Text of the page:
By the way, when you mentioned the credits being original, what did they actually look like? was there no Donna Smith credit at all, or did it scroll up at the beginning of the credits during the fade-out like in the German DVD print?

Yes the credits started scrolling up over the picture like that before it faded out completely. I meant there was no static credit, it was probably the first credit scrolling up as seen in your screenshot.

Thanks for the info. I might take a crack at recreating the theatrical credit placement, but I might be too lazy. 😛

The only thing that looks noticeably off in the BD is the text at the start of the film (the future war text and the credits) - that’s all much softer on 35mm.

That’s to be expected.

Post
#1303781
Topic
The Terminator - Color Regrade
Time

RU.08 said:

Dek Rollins said:

The colors are definitely washed out, but the general color biases are what I’m referring to. I think that skin tones are too frequently pinkish, and some scenes seem very dark, but most of the scenes I’ve compared look somewhat similar to the Blu-ray, and match your description of the print you saw pretty well.

The skin tones, like most 35mm on the era, are frequently yellowish in the daylight scenes.

That’s what I’ve gleamed from 35mm photos in the past.

I posted in the fanres thread that I think it seems to be the most accurate (I meant generally, though I didn’t really specify what I thought was accurate about it in that post), and that it matches the dozens of 35mm frames posted online rather closely, so I would think that the biases introduced by the telecine were subtle. With the washed out contrast it wouldn’t be projection accurate of course, but a subtle regrade of the BD on a shot by shot basis to try and match the color consistency of the DVD seems like a worthy effort to me.

The bias introduced by the telecine is anything but “subtle”. I’m very sorry to disagree.

The bias introduced by the telecine most likely includes the strong red push in the brights, but that’s also one of the idiosyncrasies I mentioned it having. Besides that and the pinkish skin tones, many scenes that I’ve directly compared look remarkably similar to the Blu-ray, and it is frequently also similar to 35mm frames that we have images of.

The only part of the film that I think is entirely wrong is the first half of the second-to-last reel. It’s incredibly green for some reason when the immediate previous scenes in the same location were much more natural looking, so I think that must have been an error of some sort. It could’ve even been a lab mistake on the print they used for the transfer even.

I think I’m going to try doing that with my updated regrade, and maybe those of us who are not quite satisfied with the BD will be happy with an alternative that isn’t far off from it. I’m curious, for everyone who has my regrade and enjoys it over the BD, would you guys be interested in something that stays closer to the BD and just makes subtle shot to shot changes?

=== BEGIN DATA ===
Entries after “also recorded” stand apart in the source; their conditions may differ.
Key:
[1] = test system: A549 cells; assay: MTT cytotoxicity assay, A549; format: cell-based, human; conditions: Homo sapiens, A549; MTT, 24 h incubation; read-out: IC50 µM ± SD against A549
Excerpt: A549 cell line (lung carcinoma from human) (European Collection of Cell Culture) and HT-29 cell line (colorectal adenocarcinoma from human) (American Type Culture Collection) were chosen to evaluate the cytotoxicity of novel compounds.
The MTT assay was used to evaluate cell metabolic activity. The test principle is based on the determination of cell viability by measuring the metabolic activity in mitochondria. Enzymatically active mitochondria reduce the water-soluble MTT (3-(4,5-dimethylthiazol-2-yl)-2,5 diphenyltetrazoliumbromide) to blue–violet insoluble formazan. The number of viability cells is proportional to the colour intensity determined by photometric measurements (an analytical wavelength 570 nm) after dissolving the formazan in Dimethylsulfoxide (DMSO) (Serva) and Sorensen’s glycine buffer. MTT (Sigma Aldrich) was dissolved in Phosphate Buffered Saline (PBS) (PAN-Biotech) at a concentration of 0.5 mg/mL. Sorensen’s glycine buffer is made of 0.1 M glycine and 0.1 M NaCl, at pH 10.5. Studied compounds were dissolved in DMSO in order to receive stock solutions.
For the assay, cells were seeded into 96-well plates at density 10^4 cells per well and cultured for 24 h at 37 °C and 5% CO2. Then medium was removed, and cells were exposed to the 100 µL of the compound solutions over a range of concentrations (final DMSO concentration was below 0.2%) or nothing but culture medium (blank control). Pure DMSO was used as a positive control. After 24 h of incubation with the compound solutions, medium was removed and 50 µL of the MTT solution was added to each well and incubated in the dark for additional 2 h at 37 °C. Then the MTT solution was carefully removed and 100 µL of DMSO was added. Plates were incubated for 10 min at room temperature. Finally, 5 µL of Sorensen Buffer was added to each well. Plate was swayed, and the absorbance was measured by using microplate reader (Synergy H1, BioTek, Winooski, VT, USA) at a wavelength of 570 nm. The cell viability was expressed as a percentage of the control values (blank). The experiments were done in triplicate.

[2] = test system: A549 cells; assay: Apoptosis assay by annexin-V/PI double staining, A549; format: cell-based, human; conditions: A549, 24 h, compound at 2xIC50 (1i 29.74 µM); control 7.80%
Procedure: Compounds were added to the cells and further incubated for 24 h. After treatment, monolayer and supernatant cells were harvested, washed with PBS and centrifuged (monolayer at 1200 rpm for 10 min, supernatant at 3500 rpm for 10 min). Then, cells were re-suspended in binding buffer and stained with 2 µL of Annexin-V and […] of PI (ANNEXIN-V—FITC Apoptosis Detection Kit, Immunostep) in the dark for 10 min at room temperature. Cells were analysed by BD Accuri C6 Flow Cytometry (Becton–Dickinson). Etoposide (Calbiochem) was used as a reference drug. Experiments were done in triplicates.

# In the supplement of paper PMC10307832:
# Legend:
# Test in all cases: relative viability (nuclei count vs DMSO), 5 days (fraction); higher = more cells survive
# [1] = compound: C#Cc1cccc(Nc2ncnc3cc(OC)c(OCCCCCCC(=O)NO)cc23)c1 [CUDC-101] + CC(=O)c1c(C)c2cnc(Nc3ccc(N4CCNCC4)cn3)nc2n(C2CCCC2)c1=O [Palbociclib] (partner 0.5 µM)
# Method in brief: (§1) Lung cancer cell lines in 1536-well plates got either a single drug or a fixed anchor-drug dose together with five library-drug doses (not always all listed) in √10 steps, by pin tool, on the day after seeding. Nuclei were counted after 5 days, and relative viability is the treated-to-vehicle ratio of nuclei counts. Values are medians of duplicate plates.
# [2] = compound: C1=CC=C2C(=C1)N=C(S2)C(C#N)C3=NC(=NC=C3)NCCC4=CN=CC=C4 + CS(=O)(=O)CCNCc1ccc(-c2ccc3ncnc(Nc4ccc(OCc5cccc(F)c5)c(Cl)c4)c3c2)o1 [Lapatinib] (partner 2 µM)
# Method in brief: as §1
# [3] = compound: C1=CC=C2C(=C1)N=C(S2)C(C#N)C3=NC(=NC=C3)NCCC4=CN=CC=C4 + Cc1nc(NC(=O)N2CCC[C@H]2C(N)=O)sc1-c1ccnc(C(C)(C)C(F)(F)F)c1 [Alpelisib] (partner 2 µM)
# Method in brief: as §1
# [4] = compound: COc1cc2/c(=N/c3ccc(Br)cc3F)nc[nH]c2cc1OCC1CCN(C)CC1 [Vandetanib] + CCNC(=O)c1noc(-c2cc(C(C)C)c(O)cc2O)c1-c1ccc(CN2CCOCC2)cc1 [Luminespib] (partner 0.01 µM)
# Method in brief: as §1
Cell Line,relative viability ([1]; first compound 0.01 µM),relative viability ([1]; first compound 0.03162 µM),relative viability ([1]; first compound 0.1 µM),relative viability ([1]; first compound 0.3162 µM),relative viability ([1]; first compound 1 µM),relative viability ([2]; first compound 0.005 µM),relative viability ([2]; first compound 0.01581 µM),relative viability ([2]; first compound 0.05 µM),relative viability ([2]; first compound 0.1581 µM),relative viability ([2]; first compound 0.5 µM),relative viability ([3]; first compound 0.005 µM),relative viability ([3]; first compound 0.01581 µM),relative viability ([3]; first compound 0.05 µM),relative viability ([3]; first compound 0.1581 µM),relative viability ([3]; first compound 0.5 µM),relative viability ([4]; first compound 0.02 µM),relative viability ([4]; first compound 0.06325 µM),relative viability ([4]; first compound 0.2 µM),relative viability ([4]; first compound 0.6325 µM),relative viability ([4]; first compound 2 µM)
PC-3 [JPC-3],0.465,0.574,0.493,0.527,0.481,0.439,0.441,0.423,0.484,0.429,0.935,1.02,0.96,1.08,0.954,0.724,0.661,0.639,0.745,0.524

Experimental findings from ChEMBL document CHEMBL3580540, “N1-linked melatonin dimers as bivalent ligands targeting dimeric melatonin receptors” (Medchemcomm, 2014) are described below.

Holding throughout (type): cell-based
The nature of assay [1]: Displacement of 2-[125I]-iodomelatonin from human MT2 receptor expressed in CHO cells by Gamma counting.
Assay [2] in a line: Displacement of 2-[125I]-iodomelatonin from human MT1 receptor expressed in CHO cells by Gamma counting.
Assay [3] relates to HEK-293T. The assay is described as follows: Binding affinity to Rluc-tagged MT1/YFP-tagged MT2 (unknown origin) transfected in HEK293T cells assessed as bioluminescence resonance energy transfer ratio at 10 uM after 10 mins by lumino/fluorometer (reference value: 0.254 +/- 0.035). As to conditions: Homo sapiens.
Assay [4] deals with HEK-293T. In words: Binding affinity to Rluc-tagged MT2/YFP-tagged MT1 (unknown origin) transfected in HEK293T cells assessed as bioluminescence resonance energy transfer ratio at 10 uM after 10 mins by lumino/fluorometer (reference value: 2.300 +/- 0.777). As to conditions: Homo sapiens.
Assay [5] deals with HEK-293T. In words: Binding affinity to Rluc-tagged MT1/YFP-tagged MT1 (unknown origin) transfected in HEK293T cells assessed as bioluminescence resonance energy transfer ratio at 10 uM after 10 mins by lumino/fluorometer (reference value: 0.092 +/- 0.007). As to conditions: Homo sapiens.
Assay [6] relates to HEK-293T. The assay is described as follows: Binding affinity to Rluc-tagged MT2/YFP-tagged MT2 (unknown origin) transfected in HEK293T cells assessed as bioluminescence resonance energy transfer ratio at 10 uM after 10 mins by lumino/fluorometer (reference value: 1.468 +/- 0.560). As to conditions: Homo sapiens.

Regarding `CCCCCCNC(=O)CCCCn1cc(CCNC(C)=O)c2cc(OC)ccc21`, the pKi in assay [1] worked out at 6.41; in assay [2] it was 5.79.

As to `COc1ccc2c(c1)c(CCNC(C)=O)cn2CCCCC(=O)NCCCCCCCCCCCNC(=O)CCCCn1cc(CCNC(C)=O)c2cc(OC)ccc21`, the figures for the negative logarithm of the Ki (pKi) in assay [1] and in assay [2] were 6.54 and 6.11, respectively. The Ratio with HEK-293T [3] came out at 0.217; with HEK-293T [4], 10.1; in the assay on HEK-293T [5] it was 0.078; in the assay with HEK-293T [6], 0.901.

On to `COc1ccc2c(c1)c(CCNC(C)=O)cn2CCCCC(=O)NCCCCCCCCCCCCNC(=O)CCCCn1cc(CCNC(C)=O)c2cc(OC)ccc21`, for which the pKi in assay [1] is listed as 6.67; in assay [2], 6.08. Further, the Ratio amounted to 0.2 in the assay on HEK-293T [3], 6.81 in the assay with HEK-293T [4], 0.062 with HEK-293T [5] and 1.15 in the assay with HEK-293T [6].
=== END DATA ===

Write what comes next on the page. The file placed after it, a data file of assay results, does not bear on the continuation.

I think this film is well worth doing a scan from a print, you’ll see the colours on the BD are faithful but there’s some subtle differences here and there. I mean no disrespect, but re-grading is a fool’s errand unless you’ve seen it projected yourself.

No disrespect taken. I don’t disagree that my lack of personal firsthand experience seeing a projection makes any of my attempts more speculative, but I do have sources for my interpretation of what a projection looks like. You’re description of the print you saw is comparable the 35mm frames we have, with those being good reference material IMO, along with most of the German transfer, taking into account that there is sometimes more green than needs to be there.

I agree that a print scan would be great. I would much rather watch that than even a new regrade of the Blu-ray.
Really, I’d love to see Arrow do a release of this as well.

By the way, when you mentioned the credits being original, what did they actually look like? was there no Donna Smith credit at all, or did it scroll up at the beginning of the credits during the fade-out like in the German DVD print?

Anyway, I would love to here feedback from yourself and anyone else that has seen it projected once I finish my new regrade, and maybe that will help determine the accuracy of what I’m able to cook up.

Post
#1303689
Topic
StarWarsLegacy.com - The Official Thread
Time

doubleofive said:

https://www.starwars.com/news/rebel-starfighters-owners-workshop-manual

These theatrical frames are much closer to Legacy’s than any other source, just slightly different coloring.